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Wednesday, June 29, 2022

All Things Must Pass

I understand that Airbnb is no longer the darling it once was. Why is that? A few reasons.

* There’s no full time staff to address issues (from the place smelling of vomit to broken locks).

A 2021 study of more than 125,000 Airbnb complaints on Twitter found that 72% of the issues were related to poor customer service and 22% were related to scams. (source)

Basically, while customers may not be expecting Hilton levels of lux, they still want clean, safe digs and quick fixes. Of course. Given that most Airbnb hosts are doing this as a side hustle, it’s unrealistic to expect professional hospitality levels of service.

* Scams can include fake reviews, doctored property photos, bullshit property damage claims and more.

* So many properties are being/have been scooped up for Airbnb-ing that the amount of available affordable housing for people who actually live in the already obscenely expensive cities (like NYC, Boston, San Francisco) is reduced and what's left is even more expensive.

In New York City, the popularity of Airbnb has increased the median long-term rent by 1.4 per cent over the last three years, translating to an increase of over $700 USD in monthly rent…(source)
A Greenwich Village one bedroom apartment that used to rent for an already sweatingly expensive $3,290 a month, now goes for $4,000. Venice, Italy, comes to mind.

Venice’s resident population has sunk to little more than 59,000, down from about 175,000 at the end of World War Two.

Lagoon die-hards are finding it ever more difficult to live normal lives as the city’s infrastructure and stores are increasingly morphed to cater to tourists instead of residents.

Any attentive visitor who leaves the beaten tourist path and ventures through the meandering alleys that give way to the sublime, seductive but eerily silent tiny squares will ask: Where are all the real Venetians?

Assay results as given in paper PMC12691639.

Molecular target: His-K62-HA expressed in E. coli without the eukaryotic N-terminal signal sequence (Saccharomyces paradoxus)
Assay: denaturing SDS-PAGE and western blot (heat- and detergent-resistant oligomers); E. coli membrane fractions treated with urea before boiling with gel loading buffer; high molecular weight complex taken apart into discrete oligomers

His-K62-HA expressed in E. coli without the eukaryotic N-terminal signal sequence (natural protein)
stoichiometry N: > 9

“This is not a normal place anymore,” said Fersuoch, a sprightly woman with an easy laugh, looking wistfully out from a flat-bottomed skiff plying the choppy waters of the lagoon.

“Some people have to take a vaporetto (water bus) if they want to buy fresh vegetables but they can buy a $2,000 watch or a $400 carnival mask within meters of their homes,” she said. (source)

The Disnseyfication of the world continues. Real is replaced by idealized fantasyland. Oh wait, if going to EPCOT to “experience” Venice will keep the tourist hordes away, this is good. Will there be/is there already an EPCOT version of Manhattan? Boston? Please, please.

* Apparently you must now check for hidden recording devices after you get into your vaca rental. Yeah, creeper spy cams are a thing.

On November 27, (of 2017) Jason Scott of the Internet Archive posted to Twitter that his colleague had spotted a suspicious "motion detector" on his Airbnb's bedroom wall. When he looked closer, well, it turned out the device was actually a concealed webcam.  (source)

I’ve never stayed at an Airbnb property. When I travel, I go to B&Bs and regular hotels. Why? I like places where cleanliness, safety and quality are things that can be counted on. Ya know, a place where, if the sheets are dirty or there's no towels or I've just bitten the head off a bat and now there's blood everywhere, the front desk will have things fixed up in a jiffy.

More than a few chums of mine have gone the Airbnb route and had brilliant experiences. Fab for them. I just don’t trust strangers that easily AND there’s the whole business of cutting into affordable housing. I know what it's like to be priced outta town because of condoization and gentrification. Fuck that shit!

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